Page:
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Wednesday, November 6, 2013

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Getting Started with Cloth Diapers

It's time for the Real Diaper Association's School of Cloth! A whole month dedicated to teaching the world all about cloth -- what could be better?! When I last wrote about cloth diapering, I was still diapering a baby. That baby is now a full-fledged toddler and we're expecting our second, so I think now is the perfect time to revisit the basics.

There are oodles of benefits to cloth and that information is pretty easy to find and understand. Cloth can save money, is better for the environment, and better for your baby. Ok, but what is needed? What's the difference between a pocket and an all-in-one and what on earth do you do about the poop?!

The Necessities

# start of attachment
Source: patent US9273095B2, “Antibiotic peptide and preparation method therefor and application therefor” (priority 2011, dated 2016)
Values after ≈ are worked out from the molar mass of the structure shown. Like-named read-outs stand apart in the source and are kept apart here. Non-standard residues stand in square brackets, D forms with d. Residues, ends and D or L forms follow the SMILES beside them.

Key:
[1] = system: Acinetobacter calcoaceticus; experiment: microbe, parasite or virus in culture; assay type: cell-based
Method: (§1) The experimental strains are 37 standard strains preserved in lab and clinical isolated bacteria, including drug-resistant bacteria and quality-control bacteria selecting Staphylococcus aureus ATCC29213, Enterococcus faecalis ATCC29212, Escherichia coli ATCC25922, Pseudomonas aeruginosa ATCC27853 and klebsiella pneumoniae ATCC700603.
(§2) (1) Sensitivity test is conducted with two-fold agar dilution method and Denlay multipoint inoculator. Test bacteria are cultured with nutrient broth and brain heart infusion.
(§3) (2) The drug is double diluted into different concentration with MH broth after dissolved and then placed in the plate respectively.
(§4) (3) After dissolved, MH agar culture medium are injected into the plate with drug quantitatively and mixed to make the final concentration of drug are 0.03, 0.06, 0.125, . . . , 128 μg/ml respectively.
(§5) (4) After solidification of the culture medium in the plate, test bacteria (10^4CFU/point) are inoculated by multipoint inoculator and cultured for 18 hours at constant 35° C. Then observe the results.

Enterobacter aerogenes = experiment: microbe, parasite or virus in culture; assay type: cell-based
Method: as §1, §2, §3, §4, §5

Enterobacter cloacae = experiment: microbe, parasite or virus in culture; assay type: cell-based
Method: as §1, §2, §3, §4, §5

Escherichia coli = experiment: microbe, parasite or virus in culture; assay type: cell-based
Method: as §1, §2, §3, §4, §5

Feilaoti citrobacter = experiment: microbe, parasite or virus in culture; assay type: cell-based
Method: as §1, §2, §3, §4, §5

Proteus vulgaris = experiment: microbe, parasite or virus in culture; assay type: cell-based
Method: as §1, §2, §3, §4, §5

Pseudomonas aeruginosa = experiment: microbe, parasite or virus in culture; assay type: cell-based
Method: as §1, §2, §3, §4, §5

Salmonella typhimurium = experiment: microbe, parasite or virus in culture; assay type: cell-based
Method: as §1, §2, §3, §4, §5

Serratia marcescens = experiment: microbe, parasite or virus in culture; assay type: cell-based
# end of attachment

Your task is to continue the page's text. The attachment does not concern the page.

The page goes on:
Diapers. Obvious enough, but how many? Most cloth diapering families plan to wash diapers every other day, so you will need to have at least two days' worth of diapers (half for day one, half for wash day). Newborns tend to go through a dozen or more diapers each day, so I recommend having at least two dozen diapers, as well as a few extra just in case. Older babies and toddlers generally use fewer diapers, so a smaller number may work at that time. When our daughter was a newborn, we had 36 diapers in rotation and she would frequently use 15 or so each day. She now uses 6 - 8 diapers daily at 15 months. Since newborns are tiny and one-size diapers may not fit their scrawny legs right away, many people choose to have two separate stashes; one stash for the newborn stage and one one-size stash. You can sell your newborn diapers when your baby outgrows them or save them for the next baby, or opt for prefolds and covers instead -- prefolds can be folded into thirds and used as an insert when your baby is bigger.